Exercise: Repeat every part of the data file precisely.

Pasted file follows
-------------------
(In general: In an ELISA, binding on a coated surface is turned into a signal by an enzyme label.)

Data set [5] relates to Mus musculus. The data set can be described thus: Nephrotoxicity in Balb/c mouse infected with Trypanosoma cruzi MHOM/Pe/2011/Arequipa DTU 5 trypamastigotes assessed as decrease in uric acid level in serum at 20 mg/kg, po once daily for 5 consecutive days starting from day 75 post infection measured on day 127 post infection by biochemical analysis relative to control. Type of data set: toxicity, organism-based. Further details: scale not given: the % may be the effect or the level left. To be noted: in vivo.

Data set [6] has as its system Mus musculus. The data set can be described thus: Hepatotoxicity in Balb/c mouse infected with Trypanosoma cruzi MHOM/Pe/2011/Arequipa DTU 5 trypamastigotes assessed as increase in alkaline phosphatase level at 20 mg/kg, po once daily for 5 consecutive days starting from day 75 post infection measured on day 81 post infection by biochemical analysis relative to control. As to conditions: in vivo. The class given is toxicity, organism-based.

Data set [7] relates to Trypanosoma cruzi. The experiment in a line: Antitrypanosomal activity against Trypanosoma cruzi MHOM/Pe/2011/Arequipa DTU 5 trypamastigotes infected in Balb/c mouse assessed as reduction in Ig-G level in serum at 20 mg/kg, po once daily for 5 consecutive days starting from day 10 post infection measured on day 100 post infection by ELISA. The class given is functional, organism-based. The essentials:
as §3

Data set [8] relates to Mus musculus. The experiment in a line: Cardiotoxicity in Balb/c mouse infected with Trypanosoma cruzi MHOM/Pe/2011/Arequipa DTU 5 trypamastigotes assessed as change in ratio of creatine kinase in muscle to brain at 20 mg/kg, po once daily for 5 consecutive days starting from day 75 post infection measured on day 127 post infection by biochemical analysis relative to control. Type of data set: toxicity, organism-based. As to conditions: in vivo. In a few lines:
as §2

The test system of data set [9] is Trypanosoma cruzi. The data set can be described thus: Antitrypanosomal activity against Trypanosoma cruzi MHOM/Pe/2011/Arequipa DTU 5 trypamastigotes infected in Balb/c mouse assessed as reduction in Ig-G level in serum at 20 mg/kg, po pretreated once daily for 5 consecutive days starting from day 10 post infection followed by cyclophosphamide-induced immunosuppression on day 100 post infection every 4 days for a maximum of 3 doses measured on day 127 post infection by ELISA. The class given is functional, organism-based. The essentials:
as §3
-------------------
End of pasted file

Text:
(In general: In an ELISA, binding on a coated surface is turned into a signal by an enzyme label.)

Data set [5] relates to Mus musculus. The data set can be described thus: Nephrotoxicity in Balb/c mouse infected with Trypanosoma cruzi MHOM/Pe/2011/Arequipa DTU 5 trypamastigotes assessed as decrease in uric acid level in serum at 20 mg/kg, po once daily for 5 consecutive days starting from day 75 post infection measured on day 127 post infection by biochemical analysis relative to control. Type of data set: toxicity, organism-based. Further details: scale not given: the % may be the effect or the level left. To be noted: in vivo.

Data set [6] has as its system Mus musculus. The data set can be described thus: Hepatotoxicity in Balb/c mouse infected with Trypanosoma cruzi MHOM/Pe/2011/Arequipa DTU 5 trypamastigotes assessed as increase in alkaline phosphatase level at 20 mg/kg, po once daily for 5 consecutive days starting from day 75 post infection measured on day 81 post infection by biochemical analysis relative to control. As to conditions: in vivo. The class given is toxicity, organism-based.

Data set [7] relates to Trypanosoma cruzi. The experiment in a line: Antitrypanosomal activity against Trypanosoma cruzi MHOM/Pe/2011/Arequipa DTU 5 trypamastigotes infected in Balb/c mouse assessed as reduction in Ig-G level in serum at 20 mg/kg, po once daily for 5 consecutive days starting from day 10 post infection measured on day 100 post infection by ELISA. The class given is functional, organism-based. The essentials:
as §3

Data set [8] relates to Mus musculus. The experiment in a line: Cardiotoxicity in Balb/c mouse infected with Trypanosoma cruzi MHOM/Pe/2011/Arequipa DTU 5 trypamastigotes assessed as change in ratio of creatine kinase in muscle to brain at 20 mg/kg, po once daily for 5 consecutive days starting from day 75 post infection measured on day 127 post infection by biochemical analysis relative to control. Type of data set: toxicity, organism-based. As to conditions: in vivo. In a few lines:
as §2

The test system of data set [9] is Trypanosoma cruzi. The data set can be described thus: Antitrypanosomal activity against Trypanosoma cruzi MHOM/Pe/2011/Arequipa DTU 5 trypamastigotes infected in Balb/c mouse assessed as reduction in Ig-G level in serum at 20 mg/kg, po pretreated once daily for 5 consecutive days starting from day 10 post infection followed by cyclophosphamide-induced immunosuppression on day 100 post infection every 4 days for a maximum of 3 doses measured on day 127 post infection by ELISA. The class given is functional, organism-based. The essentials:
as §3